It’s no secret I’m a lasy S.O.B. None whatsoever. But see, I prefer the good, as in still productive, lazy–not the “I didn’t do what I needed to for 6 months because I didn’t want to” lazy. If you can do a thing without going significantly out of your way to do a thing, that’s my kind of lazy.
Take for example doing my taxes–which yeah, that’s coming up soon. Dammit. I could collect all the appropriate paperwork, sit down with the forms, and manually work it out for myself. I mean, I know people who do that. Those people are weird, but they exist and I know them. Alternatively I could put together that paperwork, trudge on over to H&R Block and pay them to do it–slightly less effort on my part, but 1: that’s still effort and 2: that would require I deal with H&R Block. Or, you know, I could use any one of the way too goddamned many tax platforms that are out there today, file my taxes from my living room in my pajamas and be freaking done with it. I pick that third option every time. That’s lazy, but that’s the good lazy. Getting shit done, but getting shit done efficiently.
Ontario has a system in place now wherein, when renewing some of your ID (health card, mainly), you can do that from your living room in your pajamas (maybe don’t take your photo like that). Awesome. Getting shit done, but getting shit done efficiently. I approve. But I live in Ontario, and in Ontario, we can’t have nice things. So a good system becomes a whole lot less useful than it could or should be because shut up.
You need to provide ID to renew your health card, obviously. This is true whether it’s online, by mail, in person, or by carrier pigeon (you may want to have a fallback method if doing so by carrier pigeon). Logical, makes sense, cool. But now here’s where it gets messed up. Not all ID is created equal, and Ontario’s government’s in… we’ll call it a wee bit of hot water for the proclamation.
The Doug Ford government is facing legal action over its policy for renewing Ontario health cards online.
The online service is available only to residents with a valid driver’s licence, a rule that disability advocates say discriminates against people who can’t drive or don’t have a licence.
“People who, like me, because of their disability, are absolutely disqualified from being able renew our health card online,” said David Lepofsky, a Toronto lawyer and chair of the Accessibility for Ontarians With Disabilities Act Alliance.
They went the disability route with this, because I mean that gets more attention, but this applies to anyone who doesn’t, either by choice or otherwise, drive. People living in Ottawa on purpose don’t own cars because–when our beloved transit system is doing what a transit system should–they don’t need to. So many around here haven’t bothered getting their license. And why? The Ontario photo ID is as valid as a driver’s license, and can be used in nearly the exact same way as a driver’s license. So if you’re not going to drive, and have no intention of even owning a car, and couldn’t be bothered getting tested to qualify for a thing you’ll never use, the photo card makes sense instead–except, apparently, when the government decides it doesn’t.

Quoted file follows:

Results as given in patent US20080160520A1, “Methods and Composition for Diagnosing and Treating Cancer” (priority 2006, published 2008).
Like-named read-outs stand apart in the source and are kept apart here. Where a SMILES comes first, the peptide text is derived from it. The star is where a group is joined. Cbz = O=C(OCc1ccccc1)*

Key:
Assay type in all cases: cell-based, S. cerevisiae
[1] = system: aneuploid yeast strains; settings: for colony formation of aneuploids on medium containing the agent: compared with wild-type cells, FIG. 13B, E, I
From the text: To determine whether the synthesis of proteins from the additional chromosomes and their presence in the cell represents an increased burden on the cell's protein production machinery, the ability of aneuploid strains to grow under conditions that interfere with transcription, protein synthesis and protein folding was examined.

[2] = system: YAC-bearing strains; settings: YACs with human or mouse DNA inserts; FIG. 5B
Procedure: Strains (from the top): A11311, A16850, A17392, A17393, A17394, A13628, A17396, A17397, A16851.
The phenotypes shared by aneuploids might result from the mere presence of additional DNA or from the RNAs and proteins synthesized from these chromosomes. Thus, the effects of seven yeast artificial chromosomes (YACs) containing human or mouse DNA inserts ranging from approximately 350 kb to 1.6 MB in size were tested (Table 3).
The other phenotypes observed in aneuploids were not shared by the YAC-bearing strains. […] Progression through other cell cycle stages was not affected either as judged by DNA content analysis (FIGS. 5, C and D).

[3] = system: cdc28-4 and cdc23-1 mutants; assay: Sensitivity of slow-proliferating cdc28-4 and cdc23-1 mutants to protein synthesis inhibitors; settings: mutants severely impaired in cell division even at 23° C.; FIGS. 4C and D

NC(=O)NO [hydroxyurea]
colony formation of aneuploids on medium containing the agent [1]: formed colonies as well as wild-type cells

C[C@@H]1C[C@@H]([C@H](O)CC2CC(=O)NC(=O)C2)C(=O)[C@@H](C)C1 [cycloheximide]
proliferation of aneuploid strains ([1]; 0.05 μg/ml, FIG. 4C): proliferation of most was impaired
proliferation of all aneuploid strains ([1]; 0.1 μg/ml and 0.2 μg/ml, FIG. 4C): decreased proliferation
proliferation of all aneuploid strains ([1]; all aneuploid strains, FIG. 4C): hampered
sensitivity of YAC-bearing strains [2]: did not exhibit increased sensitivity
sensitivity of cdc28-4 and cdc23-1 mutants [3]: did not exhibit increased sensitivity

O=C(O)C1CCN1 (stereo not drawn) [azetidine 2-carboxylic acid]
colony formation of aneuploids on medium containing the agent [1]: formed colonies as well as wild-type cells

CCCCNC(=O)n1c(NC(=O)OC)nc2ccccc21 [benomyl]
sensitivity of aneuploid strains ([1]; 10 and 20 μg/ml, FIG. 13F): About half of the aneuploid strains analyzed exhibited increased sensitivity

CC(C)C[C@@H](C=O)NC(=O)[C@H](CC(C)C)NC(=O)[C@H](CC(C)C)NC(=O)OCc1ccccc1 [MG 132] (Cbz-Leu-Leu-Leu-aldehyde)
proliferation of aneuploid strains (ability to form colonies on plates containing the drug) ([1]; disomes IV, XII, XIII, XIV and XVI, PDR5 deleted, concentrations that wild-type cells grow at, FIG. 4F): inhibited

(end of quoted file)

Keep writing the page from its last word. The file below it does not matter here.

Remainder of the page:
In person renewals are available, sure. And that’s a valid argument–in 2019. But here’s the thing. Even if we weren’t in the middle/coming up on the end of a pandemic, remember that whole thing I said earlier about good versus bad laziness? About getting shit done, but getting shit done efficiently? There’s nothing efficient, I don’t care who you are, about standing in line at freaking Service Ontario to get your shit renewed. I could be doing any number of other things that are not standing there with a bunch of other people who don’t freaking want to be there. But because I don’t drive (no, I’m not playing the “because I’m disabled” game), I get to go stand there with a bunch of people who’d rather be anywhere else. No thank you please.
In its statement the ministry spokesperson said the government is “taking steps” to allow the online renewal system to accept the Photo Card.
Guessing they end up losing this lawsuit before that happens. Come on, Ontario. This is not new. Get with it, will you?